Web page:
Sex numbers again

I already explained this but apparently some people didn’t get the memo–Sex survey numbers don’t add up, mathematicians say:

But there is just one problem, mathematicians say. It is logically impossible for the mean number of partners for men to be different from the mean for women in any given population with equal numbers of heterosexual men and women, although the mean, or mathematical average, can differ from the median, the middle point of a range. Surveys typically report the median.

Still, mathematicians should set the record straight, said David Gale, an emeritus professor of mathematics at the University of California.

“Surveys and studies to the contrary notwithstanding, the conclusion that men have substantially more sex partners than women is not and cannot be true, for purely logical reasons,” Gale said.

Sevgi Aral, who is associate director for science in the division of sexually transmitted disease prevention at the U.S. Centers for Disease Control and Prevention, said there are several possible explanations, and all are probably operating.

One is that men are going outside the population to find partners, to prostitutes, for example, who are not part of the survey, or are having sex when they travel to other countries.

Another, of course, is that men exaggerate the number of partners they have and women underestimate.

Aral said she could not determine what the true number of sex partners is for men and women. “I would say that men have more partners on average,” she said, “but the difference is not as big as it seems in the numbers we are looking at.”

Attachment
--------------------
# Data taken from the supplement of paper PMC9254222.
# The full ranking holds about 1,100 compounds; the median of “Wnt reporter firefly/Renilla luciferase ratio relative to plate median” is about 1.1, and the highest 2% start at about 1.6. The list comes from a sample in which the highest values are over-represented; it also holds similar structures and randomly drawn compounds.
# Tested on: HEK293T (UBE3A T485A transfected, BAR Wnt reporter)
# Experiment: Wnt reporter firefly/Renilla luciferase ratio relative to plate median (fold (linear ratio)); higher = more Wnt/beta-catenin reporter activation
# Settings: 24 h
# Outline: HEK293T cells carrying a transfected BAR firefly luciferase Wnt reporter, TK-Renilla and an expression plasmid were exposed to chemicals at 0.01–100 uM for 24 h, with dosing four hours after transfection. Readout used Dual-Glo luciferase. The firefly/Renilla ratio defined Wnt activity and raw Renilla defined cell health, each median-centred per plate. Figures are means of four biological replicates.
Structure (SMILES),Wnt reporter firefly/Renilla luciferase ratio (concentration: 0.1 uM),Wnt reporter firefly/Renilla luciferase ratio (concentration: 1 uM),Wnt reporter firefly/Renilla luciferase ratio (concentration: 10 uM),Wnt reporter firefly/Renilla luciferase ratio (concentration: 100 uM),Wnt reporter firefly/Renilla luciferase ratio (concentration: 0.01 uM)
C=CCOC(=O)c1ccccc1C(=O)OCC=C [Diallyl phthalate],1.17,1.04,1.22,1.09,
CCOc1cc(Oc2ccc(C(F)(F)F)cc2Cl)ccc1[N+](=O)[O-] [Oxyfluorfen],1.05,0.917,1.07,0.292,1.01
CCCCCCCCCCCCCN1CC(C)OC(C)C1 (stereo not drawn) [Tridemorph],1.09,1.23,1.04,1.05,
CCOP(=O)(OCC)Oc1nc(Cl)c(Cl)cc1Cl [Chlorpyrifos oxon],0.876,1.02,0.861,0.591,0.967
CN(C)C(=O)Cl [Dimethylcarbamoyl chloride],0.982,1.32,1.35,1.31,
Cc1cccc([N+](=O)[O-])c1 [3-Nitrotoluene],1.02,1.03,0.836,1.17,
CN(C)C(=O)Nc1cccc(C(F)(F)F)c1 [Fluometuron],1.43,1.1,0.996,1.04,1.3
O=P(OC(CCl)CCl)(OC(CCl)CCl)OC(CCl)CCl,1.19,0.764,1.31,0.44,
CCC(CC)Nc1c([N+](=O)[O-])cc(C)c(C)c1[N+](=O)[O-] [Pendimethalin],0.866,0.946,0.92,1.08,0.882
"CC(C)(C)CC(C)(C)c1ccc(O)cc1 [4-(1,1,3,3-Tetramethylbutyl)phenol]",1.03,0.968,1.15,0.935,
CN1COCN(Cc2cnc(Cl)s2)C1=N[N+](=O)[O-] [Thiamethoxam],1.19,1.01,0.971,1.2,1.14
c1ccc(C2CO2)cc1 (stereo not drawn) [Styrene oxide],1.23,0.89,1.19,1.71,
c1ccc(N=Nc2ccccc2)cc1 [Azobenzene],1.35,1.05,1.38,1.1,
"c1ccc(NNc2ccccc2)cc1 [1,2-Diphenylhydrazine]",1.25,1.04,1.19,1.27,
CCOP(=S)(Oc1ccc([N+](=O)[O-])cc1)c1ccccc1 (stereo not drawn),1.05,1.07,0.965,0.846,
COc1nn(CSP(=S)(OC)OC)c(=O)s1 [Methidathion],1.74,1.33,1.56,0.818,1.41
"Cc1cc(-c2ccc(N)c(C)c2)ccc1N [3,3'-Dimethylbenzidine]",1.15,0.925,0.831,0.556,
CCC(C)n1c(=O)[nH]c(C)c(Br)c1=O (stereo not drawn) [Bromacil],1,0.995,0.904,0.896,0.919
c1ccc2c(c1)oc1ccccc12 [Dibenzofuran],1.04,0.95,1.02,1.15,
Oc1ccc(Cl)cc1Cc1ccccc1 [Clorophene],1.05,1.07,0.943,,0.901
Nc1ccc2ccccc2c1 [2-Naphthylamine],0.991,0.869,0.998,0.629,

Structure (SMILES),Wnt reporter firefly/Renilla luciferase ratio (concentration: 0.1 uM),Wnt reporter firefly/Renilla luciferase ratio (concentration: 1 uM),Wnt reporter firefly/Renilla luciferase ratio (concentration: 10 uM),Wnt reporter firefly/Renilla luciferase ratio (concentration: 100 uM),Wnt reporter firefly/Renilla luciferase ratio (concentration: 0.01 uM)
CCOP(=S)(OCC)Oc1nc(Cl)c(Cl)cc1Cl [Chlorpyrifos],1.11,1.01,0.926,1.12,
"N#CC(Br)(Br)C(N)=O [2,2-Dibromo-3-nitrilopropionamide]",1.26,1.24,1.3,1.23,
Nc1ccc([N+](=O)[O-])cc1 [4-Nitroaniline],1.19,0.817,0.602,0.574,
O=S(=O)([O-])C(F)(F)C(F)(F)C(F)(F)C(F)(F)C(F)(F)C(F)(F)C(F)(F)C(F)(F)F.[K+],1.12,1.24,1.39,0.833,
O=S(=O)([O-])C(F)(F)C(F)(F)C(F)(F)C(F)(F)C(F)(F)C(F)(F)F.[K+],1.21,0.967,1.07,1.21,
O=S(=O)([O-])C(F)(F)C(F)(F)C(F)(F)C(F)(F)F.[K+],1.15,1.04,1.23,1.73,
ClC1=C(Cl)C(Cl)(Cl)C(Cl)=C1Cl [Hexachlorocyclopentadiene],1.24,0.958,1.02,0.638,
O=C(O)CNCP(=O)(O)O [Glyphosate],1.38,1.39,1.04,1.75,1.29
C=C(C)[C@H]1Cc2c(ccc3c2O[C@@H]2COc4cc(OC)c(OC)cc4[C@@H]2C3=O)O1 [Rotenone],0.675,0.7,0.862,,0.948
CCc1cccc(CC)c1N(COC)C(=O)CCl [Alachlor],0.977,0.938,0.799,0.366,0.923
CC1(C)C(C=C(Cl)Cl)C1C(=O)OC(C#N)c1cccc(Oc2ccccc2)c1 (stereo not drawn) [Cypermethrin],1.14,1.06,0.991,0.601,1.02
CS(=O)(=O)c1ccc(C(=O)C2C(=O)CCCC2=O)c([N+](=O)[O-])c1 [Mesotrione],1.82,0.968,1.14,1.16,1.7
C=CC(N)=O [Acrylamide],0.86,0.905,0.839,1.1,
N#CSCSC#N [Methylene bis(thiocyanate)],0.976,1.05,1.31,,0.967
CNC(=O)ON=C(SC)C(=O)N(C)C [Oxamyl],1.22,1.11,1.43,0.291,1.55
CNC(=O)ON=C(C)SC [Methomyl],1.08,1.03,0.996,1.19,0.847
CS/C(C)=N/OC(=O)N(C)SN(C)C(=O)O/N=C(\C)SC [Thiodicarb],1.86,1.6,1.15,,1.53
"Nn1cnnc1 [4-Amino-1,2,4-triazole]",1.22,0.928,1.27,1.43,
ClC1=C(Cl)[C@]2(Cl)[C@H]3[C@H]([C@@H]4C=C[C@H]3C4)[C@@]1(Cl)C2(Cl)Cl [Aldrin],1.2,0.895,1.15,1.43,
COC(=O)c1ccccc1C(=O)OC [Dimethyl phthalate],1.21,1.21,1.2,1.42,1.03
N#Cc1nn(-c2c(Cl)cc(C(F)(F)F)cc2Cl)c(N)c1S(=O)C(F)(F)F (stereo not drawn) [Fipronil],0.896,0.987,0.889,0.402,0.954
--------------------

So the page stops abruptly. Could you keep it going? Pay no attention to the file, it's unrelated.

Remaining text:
Gale is still troubled. He said invoking women who are outside the survey population cannot begin to explain a difference of 75 percent in the number of partners, as occurred in the study saying men had seven partners and women four. Something like a prostitute effect, he said, “would be negligible.” The most likely explanation, by far, is that the numbers cannot be trusted.

Ronald Graham, a professor of mathematics and computer science at the University of California, San Diego, agreed with Gale. After all, on average, men would have to have three more partners than women, raising the question of where all those extra partners might be.

It’s easy to explain, there is no mystery, other studies have shown the “prostitute effect” is not negligible. Read my previous post for an example that makes it all clear. These guys are professors in California. You shouldn’t expect anything but crap for brains from people like that.


One thought on “Sex numbers again

  1. something to consider is the fact that it is easier for women to go out and find a partner purley for sex than it is for men (minus prostitution). for example, if a woman shows sexual interest towards a male, say in a bar, that male (unless he’s gay or married with a “one partner only” mentality) will be more than happy to accomidate. if a male shows sexual interest towards a female in a bar, she makes him really work for it, even if she’s interested in him in the first place. Assuming she’s not easy, of course.

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